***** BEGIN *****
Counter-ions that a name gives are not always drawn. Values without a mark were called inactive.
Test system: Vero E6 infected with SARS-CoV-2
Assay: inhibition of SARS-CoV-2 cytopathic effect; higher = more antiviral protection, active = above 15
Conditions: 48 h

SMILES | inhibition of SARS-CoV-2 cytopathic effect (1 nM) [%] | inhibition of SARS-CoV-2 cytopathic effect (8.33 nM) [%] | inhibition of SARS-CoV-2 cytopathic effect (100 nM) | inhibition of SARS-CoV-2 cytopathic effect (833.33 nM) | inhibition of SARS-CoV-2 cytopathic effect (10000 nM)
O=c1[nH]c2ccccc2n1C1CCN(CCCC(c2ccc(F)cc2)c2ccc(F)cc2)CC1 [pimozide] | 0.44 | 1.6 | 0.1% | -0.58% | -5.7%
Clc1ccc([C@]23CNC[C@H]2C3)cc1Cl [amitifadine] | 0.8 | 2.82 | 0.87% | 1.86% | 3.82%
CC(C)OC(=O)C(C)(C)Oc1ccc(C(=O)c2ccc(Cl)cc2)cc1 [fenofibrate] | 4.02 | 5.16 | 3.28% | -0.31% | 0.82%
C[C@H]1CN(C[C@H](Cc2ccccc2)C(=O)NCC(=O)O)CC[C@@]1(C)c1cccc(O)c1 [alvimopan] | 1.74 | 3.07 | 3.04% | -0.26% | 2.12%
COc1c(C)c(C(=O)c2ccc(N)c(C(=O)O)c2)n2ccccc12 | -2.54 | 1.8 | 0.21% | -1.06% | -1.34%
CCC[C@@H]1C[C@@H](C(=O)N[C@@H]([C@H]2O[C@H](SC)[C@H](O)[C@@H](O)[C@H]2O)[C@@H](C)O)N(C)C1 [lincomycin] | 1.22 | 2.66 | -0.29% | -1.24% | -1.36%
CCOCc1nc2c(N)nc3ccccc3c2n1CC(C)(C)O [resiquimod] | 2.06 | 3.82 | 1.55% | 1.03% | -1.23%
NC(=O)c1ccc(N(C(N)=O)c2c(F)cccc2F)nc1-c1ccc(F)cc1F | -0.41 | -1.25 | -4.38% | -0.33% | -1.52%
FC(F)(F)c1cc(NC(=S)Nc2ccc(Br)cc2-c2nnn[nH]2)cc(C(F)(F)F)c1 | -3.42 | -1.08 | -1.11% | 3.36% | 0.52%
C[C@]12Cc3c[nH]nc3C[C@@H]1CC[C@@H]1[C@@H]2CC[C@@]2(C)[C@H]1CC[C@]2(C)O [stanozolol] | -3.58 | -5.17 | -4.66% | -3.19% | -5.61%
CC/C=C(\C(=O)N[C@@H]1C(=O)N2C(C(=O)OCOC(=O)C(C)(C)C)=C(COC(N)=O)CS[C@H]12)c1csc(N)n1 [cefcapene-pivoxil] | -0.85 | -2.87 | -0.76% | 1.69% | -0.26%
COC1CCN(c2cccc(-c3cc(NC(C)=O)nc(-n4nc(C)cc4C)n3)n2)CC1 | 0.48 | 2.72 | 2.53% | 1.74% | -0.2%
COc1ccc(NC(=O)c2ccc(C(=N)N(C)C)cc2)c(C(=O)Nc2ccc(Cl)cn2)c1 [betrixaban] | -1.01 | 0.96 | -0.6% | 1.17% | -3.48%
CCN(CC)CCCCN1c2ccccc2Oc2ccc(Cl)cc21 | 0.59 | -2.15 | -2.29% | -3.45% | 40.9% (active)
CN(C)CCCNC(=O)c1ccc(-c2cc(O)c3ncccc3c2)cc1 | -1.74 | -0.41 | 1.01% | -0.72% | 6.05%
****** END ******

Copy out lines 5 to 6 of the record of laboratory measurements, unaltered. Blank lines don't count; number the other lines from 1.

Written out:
SMILES | inhibition of SARS-CoV-2 cytopathic effect (1 nM) [%] | inhibition of SARS-CoV-2 cytopathic effect (8.33 nM) [%] | inhibition of SARS-CoV-2 cytopathic effect (100 nM) | inhibition of SARS-CoV-2 cytopathic effect (833.33 nM) | inhibition of SARS-CoV-2 cytopathic effect (10000 nM)
O=c1[nH]c2ccccc2n1C1CCN(CCCC(c2ccc(F)cc2)c2ccc(F)cc2)CC1 [pimozide] | 0.44 | 1.6 | 0.1% | -0.58% | -5.7%